Cardiology Coding Alert

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Follow This Documentation Checklist for Clean Atherosclerosis Claims

Hint: You must check to see if the patient has associated angina with the atherosclerosis.

When you report a code from category I25.1- (Atherosclerotic heart disease of native coronary artery), there are some specific details you should look for in the documentation. Read on to learn what steps you should take when looking at the documentation to safeguard your reimbursement.

Save this handy documentation checklist and use for reference:

 First, make sure you are dealing with atherosclerosis of the native artery and not a bypassed artery or transplanted heart. If the documentation specifies coronary artery disease (CAD) of a native coronary artery, and the patient is not a heart transplant patient, select a code from subcategory I25.1- (Atherosclerotic heart disease of native coronary artery).

 Then, determine whether the diagnosis is indeed chronic ischemic disease.

 Next, note whether the patient has associated angina.  If the patient does have associated angina, is it unstable or stable? If the patient does have CAD with angina, you must confirm within the note that everything being coded is properly supported by the documentation, says Mari Robinson, CPC, CPMA, CRC, CCC, compliance analyst of chronic conditions at Riverside Medical Group in Newport News, Virginia. "It is so easy for a provider to be thinking something and not document it because it is a "normal course of medical decision-making" for them," Robinson adds. "When in doubt, query the provider."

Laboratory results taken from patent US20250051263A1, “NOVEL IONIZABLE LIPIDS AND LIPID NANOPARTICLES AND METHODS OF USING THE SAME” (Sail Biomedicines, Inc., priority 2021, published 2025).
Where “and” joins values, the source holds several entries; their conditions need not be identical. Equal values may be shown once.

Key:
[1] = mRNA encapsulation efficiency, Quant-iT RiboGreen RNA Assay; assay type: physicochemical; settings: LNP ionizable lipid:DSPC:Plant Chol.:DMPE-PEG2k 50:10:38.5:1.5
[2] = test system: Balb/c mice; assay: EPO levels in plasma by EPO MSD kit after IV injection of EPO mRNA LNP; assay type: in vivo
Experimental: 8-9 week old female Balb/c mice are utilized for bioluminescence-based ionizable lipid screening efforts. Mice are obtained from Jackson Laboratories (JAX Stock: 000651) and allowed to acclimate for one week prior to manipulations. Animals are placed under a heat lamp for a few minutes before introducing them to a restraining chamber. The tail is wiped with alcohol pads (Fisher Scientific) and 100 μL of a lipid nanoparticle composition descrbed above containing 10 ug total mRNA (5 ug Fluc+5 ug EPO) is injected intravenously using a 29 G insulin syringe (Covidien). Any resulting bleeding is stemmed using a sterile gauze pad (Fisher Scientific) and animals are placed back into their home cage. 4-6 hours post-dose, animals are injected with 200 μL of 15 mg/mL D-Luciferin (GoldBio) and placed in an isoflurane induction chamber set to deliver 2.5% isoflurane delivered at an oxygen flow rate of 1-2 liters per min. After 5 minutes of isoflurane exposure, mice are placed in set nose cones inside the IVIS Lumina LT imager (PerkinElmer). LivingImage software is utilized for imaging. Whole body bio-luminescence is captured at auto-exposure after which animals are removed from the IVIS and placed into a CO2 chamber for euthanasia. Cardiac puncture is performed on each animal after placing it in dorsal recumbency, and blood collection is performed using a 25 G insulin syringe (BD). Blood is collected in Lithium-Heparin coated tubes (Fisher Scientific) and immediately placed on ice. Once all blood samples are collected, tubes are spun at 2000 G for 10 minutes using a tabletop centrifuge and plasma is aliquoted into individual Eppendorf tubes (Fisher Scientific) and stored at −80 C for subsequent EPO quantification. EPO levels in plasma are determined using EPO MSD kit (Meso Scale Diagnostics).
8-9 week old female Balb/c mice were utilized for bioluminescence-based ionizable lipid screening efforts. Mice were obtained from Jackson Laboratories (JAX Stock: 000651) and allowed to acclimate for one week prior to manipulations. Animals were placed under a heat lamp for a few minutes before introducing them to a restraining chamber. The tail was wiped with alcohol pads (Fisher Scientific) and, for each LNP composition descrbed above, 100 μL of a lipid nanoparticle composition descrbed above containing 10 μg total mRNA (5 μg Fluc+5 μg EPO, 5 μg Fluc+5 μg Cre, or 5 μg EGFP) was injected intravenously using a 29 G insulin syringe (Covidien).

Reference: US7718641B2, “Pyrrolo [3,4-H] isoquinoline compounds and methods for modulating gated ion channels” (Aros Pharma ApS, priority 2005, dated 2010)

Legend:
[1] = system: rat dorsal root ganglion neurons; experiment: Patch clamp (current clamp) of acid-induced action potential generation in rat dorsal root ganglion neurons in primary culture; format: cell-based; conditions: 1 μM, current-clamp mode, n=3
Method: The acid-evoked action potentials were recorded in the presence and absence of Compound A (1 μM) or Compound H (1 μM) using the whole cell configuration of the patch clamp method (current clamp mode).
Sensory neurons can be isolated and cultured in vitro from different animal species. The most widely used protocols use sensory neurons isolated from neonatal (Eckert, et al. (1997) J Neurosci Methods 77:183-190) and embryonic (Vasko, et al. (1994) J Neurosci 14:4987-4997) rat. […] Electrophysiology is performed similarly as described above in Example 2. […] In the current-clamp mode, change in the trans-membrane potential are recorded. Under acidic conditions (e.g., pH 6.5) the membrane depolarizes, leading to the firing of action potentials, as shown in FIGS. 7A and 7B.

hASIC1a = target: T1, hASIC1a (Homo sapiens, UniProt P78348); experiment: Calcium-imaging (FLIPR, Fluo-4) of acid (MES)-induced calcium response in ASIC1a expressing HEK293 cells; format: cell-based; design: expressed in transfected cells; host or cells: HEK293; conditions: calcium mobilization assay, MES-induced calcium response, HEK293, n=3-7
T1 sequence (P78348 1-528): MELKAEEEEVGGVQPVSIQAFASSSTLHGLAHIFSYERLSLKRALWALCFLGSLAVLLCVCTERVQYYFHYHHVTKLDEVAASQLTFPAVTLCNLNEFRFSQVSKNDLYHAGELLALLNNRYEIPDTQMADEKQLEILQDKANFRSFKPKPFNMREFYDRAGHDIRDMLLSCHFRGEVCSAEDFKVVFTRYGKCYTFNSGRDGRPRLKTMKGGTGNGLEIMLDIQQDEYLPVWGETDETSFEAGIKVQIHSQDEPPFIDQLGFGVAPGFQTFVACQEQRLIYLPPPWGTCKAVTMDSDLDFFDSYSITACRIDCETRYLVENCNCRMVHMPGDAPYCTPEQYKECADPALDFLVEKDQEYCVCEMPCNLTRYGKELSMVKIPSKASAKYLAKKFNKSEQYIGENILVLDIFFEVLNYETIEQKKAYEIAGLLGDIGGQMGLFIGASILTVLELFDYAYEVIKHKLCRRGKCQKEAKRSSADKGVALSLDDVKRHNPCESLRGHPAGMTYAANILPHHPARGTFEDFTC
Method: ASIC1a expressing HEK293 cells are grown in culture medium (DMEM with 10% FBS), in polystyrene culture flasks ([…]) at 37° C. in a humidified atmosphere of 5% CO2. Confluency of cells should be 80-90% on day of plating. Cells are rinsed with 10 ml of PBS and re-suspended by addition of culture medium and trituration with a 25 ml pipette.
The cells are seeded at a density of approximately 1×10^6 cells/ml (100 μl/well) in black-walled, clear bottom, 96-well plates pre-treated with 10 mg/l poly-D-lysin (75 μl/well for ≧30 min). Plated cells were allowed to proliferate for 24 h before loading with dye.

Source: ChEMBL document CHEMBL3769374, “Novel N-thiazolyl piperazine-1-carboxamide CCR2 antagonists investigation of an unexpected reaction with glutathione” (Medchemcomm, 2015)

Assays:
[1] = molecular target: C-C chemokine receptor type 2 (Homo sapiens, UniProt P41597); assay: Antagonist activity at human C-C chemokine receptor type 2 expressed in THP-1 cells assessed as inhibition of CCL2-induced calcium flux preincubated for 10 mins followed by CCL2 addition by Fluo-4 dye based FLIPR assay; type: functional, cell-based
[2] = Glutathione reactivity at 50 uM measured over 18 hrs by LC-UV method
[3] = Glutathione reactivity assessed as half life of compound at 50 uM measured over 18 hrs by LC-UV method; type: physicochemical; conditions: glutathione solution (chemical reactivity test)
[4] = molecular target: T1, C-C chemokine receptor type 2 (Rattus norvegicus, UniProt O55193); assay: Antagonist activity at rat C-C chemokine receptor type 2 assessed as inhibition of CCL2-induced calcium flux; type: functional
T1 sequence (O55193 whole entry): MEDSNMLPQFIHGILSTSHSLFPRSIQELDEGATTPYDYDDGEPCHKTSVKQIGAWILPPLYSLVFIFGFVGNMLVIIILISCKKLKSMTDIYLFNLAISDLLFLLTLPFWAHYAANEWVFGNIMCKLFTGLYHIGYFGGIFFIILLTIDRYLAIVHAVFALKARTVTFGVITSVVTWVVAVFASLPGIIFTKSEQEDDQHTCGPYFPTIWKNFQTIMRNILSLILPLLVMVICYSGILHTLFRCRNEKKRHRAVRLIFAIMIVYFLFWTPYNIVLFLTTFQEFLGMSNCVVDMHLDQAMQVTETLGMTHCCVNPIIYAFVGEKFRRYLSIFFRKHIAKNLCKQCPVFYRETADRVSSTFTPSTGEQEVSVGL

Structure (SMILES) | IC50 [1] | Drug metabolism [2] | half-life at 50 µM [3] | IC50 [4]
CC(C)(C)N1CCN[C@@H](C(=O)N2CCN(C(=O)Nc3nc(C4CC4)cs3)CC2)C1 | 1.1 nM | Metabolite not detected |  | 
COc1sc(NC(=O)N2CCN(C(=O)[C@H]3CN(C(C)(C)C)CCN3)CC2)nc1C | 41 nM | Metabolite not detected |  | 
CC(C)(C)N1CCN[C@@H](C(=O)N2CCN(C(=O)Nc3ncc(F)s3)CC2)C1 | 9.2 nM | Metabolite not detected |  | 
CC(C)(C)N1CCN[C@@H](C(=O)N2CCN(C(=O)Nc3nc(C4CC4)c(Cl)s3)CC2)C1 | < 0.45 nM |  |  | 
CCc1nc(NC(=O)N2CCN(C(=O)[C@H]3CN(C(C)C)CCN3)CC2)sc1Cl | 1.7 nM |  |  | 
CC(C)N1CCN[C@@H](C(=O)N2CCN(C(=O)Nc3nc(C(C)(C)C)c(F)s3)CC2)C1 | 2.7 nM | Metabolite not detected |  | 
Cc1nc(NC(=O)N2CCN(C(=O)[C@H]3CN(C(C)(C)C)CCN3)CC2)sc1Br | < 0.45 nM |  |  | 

After reviewing for angina, check for a documented spasm. If the patient has atherosclerotic heart disease of the native coronary artery with angina pectoris with documented spasm, you would report I25.111 (Atherosclerotic heart disease of native coronary artery with angina pectoris with documented spasm).

 Next, review the documentation and note if the patient has a history of previous surgery (Z95.1) and if so, review to see if the atherosclerosis is the disease process in a native artery or one of the arteries that has been bypassed. This is important because your ICD-10 choices are different if the patient has atherosclerosis of the native coronary arteries (I25.1-) versus previous bypass grafts I25.70- (Atherosclerosis of coronary artery bypass graft(s), unspecified, with angina pectoris) through I25.73- (Atherosclerosis of nonautologous biological coronary artery bypass graft(s) with angina pectoris) and I25.79- (Atherosclerosis of other coronary artery bypass graft(s) with angina pectoris) through I25.810 (Atherosclerosis of coronary artery bypass graft(s) without angina pectoris) or both.

 Finally, make sure you verify that the atherosclerosis is of the artery of the heart and not the arteries of the extremities, because in that case, you would look to a code from category I70.20- (Unspecified atherosclerosis of native arteries of extremities) through I70.79- (Other atherosclerosis of other type of bypass graft(s) of the extremities).

Caution: "If the patient has native artery CAD s/p CABG, is actively taking medication, and the angina is stable, code I25.118 (Atherosclerotic heart disease of native coronary artery with other forms of angina pectoris) and Z95.1 (Presence of aortocoronary bypass graft)," says Christina Neighbors, MA, CPC, CCC, Coding Quality Auditor for Conifer Health Solutions, Coding Quality & Education Department, and member of AAPC's Certified Cardiology Coder steering committee. "This would not be coded with I25.119 (Atherosclerotic heart disease of native coronary artery with unspecified angina pectoris) because the patient has been diagnosed with a form of angina pectoris."